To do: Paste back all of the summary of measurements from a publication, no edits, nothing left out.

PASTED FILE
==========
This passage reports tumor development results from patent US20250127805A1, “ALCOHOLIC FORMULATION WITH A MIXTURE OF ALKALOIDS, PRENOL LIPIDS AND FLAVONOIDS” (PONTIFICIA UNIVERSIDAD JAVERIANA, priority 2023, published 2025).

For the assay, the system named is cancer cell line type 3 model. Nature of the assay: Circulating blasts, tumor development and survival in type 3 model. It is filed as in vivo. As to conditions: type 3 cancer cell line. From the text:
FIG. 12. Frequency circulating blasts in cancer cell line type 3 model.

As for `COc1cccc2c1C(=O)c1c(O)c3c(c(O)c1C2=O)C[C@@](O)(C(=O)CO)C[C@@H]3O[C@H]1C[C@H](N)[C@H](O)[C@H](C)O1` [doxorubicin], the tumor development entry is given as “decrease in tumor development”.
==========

This passage reports tumor development results from patent US20250127805A1, “ALCOHOLIC FORMULATION WITH A MIXTURE OF ALKALOIDS, PRENOL LIPIDS AND FLAVONOIDS” (PONTIFICIA UNIVERSIDAD JAVERIANA, priority 2023, published 2025).

For the assay, the system named is cancer cell line type 3 model. Nature of the assay: Circulating blasts, tumor development and survival in type 3 model. It is filed as in vivo. As to conditions: type 3 cancer cell line. From the text:
FIG. 12. Frequency circulating blasts in cancer cell line type 3 model.

As for `COc1cccc2c1C(=O)c1c(O)c3c(c(O)c1C2=O)C[C@@](O)(C(=O)CO)C[C@@H]3O[C@H]1C[C@H](N)[C@H](O)[C@H](C)O1` [doxorubicin], the tumor development entry is given as “decrease in tumor development”.